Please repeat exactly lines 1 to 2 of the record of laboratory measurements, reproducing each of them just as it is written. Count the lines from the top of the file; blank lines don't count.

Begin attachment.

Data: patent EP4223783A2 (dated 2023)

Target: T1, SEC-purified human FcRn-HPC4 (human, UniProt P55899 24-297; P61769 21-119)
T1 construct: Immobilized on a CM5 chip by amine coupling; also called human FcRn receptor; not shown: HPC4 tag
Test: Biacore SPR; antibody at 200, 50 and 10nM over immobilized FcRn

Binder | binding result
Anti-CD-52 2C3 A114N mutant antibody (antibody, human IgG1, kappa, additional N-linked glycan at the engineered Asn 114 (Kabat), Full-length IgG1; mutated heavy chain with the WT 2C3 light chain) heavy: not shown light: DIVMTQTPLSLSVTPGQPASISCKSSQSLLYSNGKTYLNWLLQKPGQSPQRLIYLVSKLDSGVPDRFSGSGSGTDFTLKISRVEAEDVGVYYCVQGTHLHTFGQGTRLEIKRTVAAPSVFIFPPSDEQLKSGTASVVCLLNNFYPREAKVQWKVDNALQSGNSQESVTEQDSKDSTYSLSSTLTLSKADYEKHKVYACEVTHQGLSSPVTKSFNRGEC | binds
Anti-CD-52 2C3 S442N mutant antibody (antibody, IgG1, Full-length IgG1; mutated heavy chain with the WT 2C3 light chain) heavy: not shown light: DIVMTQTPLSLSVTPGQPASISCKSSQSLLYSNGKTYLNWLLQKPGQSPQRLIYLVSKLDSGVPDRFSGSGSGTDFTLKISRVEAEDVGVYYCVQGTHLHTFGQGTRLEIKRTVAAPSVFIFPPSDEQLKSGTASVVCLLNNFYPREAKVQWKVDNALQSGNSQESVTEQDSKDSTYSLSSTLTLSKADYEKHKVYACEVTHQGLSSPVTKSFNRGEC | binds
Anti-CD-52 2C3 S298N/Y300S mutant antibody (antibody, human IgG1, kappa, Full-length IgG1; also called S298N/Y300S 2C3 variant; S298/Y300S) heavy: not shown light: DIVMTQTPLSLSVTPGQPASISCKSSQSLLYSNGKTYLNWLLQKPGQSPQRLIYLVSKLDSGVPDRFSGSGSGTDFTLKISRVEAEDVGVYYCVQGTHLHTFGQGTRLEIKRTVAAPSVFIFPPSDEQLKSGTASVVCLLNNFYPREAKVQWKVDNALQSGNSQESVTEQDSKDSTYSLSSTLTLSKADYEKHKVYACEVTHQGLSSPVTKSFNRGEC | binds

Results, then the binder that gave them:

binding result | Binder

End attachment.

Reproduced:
Data: patent EP4223783A2 (dated 2023)

Target: T1, SEC-purified human FcRn-HPC4 (human, UniProt P55899 24-297; P61769 21-119)